Exxon aims for net-zero emission by 2050 amid industry’s race to carbon reduction


Exxon aims for net-zero emission by 2050 amid industry’s race to carbon reduction


Exxon Mobil Corp, the American oil and gas giant, announced on Tuesday its ambition to reach net-zero emission from its global operations by 2050, catching up with competitors that are reducing their carbon footprints.

Exxon began mulling over the 2050 plan last year, which covers emissions from oil, gas, and chemical production, as well as the power consumed by those operations, known as scope 1 and 2 targets. On the other hand, emissions generated by users, so-called scope 3 targets, are excluded from the plan.

Exxon CEO Darren Woods said in a statement that the company is developing comprehensive blueprints to minimize greenhouse gas emissions from its operational properties around the world. And it’s also working with its partners to achieve similar emission-reduction results.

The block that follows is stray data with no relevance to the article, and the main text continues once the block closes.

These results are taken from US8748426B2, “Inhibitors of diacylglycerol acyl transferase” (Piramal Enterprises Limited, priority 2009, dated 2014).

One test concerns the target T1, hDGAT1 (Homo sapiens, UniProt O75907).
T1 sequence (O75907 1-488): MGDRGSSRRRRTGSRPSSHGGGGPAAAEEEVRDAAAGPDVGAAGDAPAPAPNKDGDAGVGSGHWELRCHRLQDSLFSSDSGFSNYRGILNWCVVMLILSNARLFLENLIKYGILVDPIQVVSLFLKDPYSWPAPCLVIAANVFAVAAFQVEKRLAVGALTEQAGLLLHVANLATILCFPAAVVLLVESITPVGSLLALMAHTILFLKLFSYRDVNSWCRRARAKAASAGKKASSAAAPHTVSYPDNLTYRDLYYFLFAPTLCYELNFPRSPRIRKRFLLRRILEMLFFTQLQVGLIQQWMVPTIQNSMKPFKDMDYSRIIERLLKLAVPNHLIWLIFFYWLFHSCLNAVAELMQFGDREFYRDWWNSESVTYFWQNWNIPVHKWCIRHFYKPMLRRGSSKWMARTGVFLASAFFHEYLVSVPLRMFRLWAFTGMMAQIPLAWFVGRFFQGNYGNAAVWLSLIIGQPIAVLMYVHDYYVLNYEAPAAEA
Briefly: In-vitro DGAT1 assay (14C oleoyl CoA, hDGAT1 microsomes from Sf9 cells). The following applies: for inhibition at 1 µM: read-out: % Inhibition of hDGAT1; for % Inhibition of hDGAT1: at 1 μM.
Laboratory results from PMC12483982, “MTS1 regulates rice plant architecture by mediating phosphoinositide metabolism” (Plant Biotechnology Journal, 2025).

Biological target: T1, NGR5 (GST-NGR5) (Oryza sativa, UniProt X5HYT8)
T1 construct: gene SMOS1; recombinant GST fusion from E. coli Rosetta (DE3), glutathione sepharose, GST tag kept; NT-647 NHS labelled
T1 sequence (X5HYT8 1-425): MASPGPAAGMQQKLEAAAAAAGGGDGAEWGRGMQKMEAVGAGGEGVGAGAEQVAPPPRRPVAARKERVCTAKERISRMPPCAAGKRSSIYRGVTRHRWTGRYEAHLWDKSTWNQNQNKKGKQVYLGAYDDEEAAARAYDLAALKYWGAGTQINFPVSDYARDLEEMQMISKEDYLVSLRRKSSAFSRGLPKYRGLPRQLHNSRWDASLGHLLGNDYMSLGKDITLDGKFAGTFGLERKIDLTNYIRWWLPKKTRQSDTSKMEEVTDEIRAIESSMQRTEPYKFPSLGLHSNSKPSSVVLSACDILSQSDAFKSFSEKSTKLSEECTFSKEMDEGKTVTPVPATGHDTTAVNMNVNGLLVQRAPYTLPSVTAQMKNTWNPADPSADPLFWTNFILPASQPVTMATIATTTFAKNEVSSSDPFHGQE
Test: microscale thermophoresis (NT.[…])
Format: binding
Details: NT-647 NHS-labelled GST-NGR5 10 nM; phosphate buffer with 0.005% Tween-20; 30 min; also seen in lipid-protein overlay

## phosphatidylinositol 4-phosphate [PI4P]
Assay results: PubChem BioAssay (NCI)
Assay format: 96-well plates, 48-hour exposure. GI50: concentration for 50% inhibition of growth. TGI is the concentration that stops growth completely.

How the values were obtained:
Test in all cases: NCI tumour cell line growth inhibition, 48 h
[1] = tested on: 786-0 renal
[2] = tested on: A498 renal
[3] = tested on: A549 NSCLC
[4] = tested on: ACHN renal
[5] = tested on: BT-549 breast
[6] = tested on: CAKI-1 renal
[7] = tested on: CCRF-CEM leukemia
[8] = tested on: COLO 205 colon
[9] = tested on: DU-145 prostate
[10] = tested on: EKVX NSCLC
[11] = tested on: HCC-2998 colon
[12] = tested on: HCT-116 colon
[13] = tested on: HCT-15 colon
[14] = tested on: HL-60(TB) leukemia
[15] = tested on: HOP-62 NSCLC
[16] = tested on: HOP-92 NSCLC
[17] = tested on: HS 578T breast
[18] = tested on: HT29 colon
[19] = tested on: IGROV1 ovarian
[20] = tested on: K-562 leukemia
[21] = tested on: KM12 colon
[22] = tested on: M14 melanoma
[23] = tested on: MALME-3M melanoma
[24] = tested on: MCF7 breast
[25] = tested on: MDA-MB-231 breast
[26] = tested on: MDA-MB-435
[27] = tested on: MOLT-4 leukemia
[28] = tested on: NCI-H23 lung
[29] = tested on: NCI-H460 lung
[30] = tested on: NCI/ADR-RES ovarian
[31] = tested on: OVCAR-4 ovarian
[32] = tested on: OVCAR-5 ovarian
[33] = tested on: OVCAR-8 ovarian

Many European oil companies have embraced the Paris climate agreement goals of cutting emissions, but their American counterparts have lagged behind. BP Plc and Royal Dutch Shell Plc have both committed to reducing emissions from consumer-sold fuels and products, which is the scope 3 targets.

Exxon announced in November that it would spend $15 billion on projects aimed at reducing carbon emissions by 2027. This involves developing technologies that are not commercialized yet, such as carbon capture and storage, hydrogen power, and algae-based biofuels. The oil company then vowed in December to achieve net-zero greenhouse gas emissions in its Permian Basin activities by 2030.

European oil producers have been in the forefront of the energy transition, with plans to gradually reduce oil output and replace it with renewable energy sources such as wind and solar. On the contrary, Exxon and its US rival Chevron intend to increase oil production over the next decade, based on estimations that global oil consumption will rise.

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